How to deal with one’s opponents and critics – Stalin style

So how did Stalin deal with dissenters, critics and opponents? Expel them, exile them to Siberia, even kill them? Apparently not. Actually he was constantly warning others not to do so, both at home and in the international communist movement. As he wrote concerning the German Party’s propensity for dealing harshly with critics:

I am emphatically opposed to the policy of kicking out all dissenting comrades. I am opposed to such a policy not because I am sorry for the dissenters, but because such a policy gives rise in the Party to a regime of intimidation, a regime of bullying, which kills the spirit of self-criticism and initiative. It is not good when leaders of the Party are feared but not respected. Party leaders can be real leaders only if they are not merely feared but respected in the Party, when their authority is recognised. It is difficult to produce such leaders, it is a long and arduous process, but it is absolutely essential, otherwise the Party cannot be called a real Bolshevik Party, and the discipline of the Party cannot be conscious discipline. (Works, col. 7, p. 45)

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8 thoughts on “How to deal with one’s opponents and critics – Stalin style

  1. Here’s to authoritarian communism, absolutely necessary at certain points. I am not sure whether I prefer the metaphor of ‘purging’ (with its enema-like associations) or ‘sifting’ (as with flour – used in terms of the Red Army to ensure that recruits were sufficiently red).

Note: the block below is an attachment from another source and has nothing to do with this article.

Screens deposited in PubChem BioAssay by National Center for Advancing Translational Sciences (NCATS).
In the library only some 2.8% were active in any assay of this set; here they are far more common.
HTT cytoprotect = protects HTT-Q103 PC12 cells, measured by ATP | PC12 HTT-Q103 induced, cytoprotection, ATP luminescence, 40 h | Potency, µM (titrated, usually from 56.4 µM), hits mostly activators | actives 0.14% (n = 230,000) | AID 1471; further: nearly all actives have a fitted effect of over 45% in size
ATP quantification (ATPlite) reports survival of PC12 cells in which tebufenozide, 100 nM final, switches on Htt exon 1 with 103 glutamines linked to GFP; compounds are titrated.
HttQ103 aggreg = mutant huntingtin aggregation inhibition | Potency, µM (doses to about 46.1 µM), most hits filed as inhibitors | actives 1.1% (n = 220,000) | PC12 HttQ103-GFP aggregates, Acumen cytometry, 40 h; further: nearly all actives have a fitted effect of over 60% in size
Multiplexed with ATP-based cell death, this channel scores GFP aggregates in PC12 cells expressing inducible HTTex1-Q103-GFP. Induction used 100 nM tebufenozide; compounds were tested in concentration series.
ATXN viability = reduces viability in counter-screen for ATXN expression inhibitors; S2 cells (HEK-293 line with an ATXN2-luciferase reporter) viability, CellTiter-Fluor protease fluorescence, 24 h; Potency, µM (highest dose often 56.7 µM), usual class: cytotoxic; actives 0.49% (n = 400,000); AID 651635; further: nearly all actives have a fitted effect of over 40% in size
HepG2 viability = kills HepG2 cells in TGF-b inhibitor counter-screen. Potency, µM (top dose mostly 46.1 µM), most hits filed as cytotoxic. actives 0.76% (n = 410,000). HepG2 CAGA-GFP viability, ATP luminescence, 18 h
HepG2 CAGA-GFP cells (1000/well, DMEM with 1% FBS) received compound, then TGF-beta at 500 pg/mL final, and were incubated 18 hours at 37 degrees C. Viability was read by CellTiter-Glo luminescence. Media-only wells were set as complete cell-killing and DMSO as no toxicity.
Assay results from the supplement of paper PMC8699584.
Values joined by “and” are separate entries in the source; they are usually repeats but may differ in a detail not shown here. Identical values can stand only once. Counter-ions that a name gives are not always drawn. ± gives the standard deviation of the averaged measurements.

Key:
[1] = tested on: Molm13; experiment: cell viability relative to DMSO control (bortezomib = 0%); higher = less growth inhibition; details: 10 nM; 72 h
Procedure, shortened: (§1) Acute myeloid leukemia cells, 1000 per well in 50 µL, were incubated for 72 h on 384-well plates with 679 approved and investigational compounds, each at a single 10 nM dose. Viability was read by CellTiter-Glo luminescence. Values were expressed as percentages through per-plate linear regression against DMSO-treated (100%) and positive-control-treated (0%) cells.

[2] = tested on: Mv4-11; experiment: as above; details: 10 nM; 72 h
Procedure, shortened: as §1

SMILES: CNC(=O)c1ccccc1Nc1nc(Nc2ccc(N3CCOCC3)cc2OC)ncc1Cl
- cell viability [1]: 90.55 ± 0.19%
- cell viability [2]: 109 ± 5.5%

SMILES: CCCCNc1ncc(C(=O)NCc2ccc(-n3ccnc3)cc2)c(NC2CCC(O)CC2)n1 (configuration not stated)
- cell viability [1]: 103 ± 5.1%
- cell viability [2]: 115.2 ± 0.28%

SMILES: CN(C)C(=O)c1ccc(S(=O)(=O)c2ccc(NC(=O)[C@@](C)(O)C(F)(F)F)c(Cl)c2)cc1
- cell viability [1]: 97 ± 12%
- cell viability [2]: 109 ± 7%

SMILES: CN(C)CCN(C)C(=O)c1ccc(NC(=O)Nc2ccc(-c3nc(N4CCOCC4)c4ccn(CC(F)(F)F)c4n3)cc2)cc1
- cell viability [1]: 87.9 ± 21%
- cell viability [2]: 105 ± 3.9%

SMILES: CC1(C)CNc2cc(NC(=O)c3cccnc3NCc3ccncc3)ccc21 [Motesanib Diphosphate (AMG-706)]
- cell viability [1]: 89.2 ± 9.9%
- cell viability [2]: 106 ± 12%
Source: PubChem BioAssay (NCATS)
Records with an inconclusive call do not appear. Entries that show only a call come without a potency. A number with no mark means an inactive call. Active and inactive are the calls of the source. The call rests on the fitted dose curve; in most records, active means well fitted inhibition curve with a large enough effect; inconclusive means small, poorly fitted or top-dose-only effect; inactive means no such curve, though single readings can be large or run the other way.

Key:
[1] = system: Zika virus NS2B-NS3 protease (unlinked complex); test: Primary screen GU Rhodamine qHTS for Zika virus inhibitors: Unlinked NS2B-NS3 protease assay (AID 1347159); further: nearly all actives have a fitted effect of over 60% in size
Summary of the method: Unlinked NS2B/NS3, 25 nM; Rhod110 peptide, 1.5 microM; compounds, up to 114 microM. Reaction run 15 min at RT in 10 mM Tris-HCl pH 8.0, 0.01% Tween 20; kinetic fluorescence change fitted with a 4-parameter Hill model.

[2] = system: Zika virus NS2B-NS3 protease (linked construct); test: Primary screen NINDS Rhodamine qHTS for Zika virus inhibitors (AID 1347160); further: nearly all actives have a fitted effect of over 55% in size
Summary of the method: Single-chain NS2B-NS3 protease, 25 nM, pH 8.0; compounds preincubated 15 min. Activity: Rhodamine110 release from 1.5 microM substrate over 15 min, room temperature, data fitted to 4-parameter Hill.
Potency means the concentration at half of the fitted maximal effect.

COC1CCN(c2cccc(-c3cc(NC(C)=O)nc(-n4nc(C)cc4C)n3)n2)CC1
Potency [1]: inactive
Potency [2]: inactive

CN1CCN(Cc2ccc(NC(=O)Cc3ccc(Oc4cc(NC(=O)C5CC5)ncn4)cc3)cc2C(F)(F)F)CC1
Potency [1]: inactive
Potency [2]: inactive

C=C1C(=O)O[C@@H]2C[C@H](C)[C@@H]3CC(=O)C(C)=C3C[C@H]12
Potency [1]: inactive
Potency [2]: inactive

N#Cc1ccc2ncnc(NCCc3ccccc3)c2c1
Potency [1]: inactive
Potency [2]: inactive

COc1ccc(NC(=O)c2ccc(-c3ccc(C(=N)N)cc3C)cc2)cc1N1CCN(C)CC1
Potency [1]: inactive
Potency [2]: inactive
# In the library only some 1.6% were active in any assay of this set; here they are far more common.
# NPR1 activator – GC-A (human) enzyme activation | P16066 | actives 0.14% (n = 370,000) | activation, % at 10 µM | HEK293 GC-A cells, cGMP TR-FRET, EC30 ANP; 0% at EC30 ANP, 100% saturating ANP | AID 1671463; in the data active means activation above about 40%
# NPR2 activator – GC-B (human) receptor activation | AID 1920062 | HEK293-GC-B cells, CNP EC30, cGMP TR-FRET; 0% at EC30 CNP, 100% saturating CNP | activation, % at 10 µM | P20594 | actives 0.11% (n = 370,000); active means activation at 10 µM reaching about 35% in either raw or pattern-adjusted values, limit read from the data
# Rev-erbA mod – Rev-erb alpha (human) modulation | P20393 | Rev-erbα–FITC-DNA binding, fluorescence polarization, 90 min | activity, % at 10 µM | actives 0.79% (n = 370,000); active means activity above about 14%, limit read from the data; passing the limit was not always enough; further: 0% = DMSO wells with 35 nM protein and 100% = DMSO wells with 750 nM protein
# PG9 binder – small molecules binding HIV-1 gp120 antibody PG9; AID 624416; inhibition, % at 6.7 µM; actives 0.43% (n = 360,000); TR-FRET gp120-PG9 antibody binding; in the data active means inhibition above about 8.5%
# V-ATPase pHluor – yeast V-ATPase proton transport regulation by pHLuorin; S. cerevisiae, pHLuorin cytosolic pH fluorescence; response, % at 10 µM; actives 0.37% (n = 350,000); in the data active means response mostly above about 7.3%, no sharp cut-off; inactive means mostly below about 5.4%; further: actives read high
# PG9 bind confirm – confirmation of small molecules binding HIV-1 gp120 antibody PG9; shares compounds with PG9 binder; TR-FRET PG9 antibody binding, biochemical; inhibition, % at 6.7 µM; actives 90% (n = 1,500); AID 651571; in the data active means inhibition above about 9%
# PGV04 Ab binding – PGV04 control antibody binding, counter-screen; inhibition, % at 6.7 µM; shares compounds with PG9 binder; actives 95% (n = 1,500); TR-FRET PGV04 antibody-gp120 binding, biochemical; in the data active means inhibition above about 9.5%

1. For some reason your approach – never really question the status quo – reminds me uncannily of Wallerstein’s description of Western academic disciplines: ‘The institutionalization of history and the three nomothetic disciplines – economics, sociology, and political science – in the last third of the nineteenth century and the first half of the twentieth took the form of university disciplines wherein the Western world studied itself, explained its own functioning, the better to control what was happening’. (Wallerstein, Modern World System vol. IV, p. 264).

  2. Now, which revisionist scholarship do you mean? The revisionism after Stalin’s death and at the instigation of Khrushchev? The revisionism of ‘Western’ social historians in the 1970s and 1980s, which overturned the totalitarian hypotheses in favour of a ‘resistance hypothesis’ in which no-one supported Stalin (a bit of a problem in light of WWII)? The revisionism of the 1980s and 1990s in Russia, when Stalin and Lenin were fair game for anyone with yet more shocking revelations? Or the revisionism of war historians like Roberts, Glantz, Thurston, or Markwick, which explores how Stalin managed to garner so much popular support for the war effort against fascism? Perhaps a little reading and research would help.

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